The term PSIF (Potential for Serious Incident or Fatality), also known as STCKY (Stuff That Can Kill You) has gained significant attention in the construction industry and signifies a shift in the way we view safety. A key component of contemporary occupational safety, PSIF moves the emphasis from reactive measures to proactive risk management.
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The History + and Evolution of PSIF
In many industries, with advancements in safety regulations, total injury and illness rates have declined in recent years. However, rates of fatalities and serious injuries have not declined. This suggests that while traditional approaches to safety and health have worked to reduce incidents overall, they have not been as successful at preventing serious incidents. As a result, researchers and professionals are seeking new approaches for effective risk assessment and planning; one such innovation is the concept of PSIF.
PSIF has helped advance construction safety, emphasizing prevention and identifying the potential for major incidents before they happen. It refocuses attention from lower-severity events to those that have the greatest potential to cause extreme harm or death.
Dylan Hipple, a Certified Safety Professional (CSP) and Construction Health and Safety Technician (CHST) with over a decade of experience says that PSIF has been “gaining significant traction in recent years” and explained that "tracking and learning from PSIF data is key to preventing serious incidents in our industry.”
Understanding the Paradigm Shift in Construction Safety
The shift towards focusing on PSIF-related hazards marks a departure from traditional views, like Heinrich's Triangle Theory. Heinrich’s theory suggests that for every 1 major incident, there are 29 minor incidents and 300 non-injuries or near misses. Traditionally, every incident was treated the same, regardless of severity, with the goal of investigating common root causes.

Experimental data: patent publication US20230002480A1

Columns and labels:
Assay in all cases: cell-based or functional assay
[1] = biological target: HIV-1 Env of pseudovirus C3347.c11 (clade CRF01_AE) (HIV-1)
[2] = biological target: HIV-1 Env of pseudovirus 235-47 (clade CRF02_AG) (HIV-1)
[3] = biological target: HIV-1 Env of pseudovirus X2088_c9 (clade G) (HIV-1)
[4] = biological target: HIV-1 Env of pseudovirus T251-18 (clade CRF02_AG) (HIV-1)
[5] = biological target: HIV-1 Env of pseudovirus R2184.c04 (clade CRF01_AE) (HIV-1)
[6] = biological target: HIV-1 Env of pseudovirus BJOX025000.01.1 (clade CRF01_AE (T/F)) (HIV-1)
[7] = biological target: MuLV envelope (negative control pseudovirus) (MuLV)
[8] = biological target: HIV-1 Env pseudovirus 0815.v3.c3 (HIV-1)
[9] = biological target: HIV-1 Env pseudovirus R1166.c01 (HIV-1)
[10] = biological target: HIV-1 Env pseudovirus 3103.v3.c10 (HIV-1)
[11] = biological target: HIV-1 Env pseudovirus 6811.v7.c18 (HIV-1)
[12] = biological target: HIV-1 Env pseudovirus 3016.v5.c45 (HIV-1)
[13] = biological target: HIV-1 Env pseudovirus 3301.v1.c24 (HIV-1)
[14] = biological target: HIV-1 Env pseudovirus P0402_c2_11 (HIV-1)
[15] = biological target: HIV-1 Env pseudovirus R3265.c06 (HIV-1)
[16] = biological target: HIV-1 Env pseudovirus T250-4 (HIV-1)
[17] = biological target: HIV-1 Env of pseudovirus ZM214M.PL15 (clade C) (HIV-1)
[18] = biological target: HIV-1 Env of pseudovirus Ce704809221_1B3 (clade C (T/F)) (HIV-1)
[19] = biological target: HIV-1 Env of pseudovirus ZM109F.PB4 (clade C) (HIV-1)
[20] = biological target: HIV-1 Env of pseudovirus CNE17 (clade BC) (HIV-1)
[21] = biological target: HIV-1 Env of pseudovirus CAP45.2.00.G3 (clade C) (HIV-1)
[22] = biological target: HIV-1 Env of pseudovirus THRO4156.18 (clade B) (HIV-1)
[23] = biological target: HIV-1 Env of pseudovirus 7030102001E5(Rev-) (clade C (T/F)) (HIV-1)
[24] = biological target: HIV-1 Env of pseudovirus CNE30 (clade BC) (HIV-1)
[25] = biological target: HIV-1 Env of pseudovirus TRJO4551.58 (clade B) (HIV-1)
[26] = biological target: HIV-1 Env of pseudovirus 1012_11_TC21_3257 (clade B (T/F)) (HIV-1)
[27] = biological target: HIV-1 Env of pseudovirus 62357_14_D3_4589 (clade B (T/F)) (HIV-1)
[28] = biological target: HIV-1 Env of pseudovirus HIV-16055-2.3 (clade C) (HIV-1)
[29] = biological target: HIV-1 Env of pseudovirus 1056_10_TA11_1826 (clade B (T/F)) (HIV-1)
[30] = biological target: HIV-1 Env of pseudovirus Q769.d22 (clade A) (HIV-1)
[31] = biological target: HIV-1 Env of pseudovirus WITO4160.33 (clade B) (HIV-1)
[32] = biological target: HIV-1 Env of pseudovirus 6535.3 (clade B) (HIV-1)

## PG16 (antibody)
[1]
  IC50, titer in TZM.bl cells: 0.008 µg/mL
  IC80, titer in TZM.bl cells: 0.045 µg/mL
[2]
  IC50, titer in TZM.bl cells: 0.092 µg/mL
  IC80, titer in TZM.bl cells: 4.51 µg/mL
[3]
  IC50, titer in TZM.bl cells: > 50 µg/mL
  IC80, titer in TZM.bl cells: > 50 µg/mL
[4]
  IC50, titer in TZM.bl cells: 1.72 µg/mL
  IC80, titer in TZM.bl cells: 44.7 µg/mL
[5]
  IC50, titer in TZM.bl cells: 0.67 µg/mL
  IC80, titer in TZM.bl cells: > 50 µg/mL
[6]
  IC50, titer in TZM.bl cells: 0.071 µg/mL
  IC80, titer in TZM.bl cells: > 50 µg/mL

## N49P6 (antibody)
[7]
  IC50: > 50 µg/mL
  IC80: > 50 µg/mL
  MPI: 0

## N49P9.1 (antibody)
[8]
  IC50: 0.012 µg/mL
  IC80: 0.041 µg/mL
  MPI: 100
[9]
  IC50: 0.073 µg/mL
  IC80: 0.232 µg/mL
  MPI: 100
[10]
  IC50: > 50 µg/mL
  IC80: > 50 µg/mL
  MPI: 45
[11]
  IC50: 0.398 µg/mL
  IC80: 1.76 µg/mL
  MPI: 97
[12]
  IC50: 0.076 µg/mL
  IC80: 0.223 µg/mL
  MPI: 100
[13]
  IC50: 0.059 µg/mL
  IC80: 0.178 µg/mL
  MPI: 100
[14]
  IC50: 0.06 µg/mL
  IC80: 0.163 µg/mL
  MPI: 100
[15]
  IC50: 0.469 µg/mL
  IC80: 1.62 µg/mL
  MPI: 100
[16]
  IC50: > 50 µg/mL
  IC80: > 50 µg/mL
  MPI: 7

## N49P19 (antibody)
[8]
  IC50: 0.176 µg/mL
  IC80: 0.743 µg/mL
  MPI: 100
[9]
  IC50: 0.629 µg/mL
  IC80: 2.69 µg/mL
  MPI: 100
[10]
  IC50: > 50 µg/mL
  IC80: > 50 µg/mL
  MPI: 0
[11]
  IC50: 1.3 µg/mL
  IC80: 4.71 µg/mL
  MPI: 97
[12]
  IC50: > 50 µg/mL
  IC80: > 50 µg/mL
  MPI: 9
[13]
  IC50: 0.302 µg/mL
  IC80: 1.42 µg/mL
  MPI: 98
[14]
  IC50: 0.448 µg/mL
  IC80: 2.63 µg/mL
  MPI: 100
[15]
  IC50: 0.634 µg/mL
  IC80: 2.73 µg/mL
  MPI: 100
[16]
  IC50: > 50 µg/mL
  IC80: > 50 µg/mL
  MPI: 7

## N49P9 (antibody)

In contrast, the new perspective of PSIF prioritizes anticipating potentially serious incidents. When applying this perspective to Heinrich’s triangle theory, it was determined that more than 20% of the 300 near misses have the potential to be serious incidents. Hipple elaborates, “When we start to look back at those 300 near misses, we quickly realize that there were multiple events that had the potential to cause a serious injury. They were hiding in plain sight. One does not equal one when it comes to incidents”.
Identifying and Addressing PSIF Hazards During Planning
Effective PSIF integration starts in the planning phase and having a well-defined process for identifying PSIF hazards early is key. Hipple highlighted the importance of early identification of high-risk activities, noting, “the focus for our teams should be on activities that have the greater potential for high severity incidents.”
Historical data and common construction knowledge tell us which types of activities have the potential to lead to serious incidents. “When reviewing the scope of a project, it is clear which activities should be planned more thoroughly” Hipple explained.
Following the identification of PSIF hazards, it is essential to implement a strategic plan that helps mitigate these risks by reducing severity and exposure levels.
PSIF in Day-to-Day Operations
Incorporating PSIF awareness into daily routines transforms standard audits and safety checks. For example, daily PTP plans with enhanced workflows around high-risk activities, and safety audits that shift focus towards high-risk activities like working at heights or crane operations help team members identify and mitigate risks more effectively. Hipple explains, "We're trying to identify potential issues early and ensure we have a plan for mitigation before we get to a point where we have SIF potential."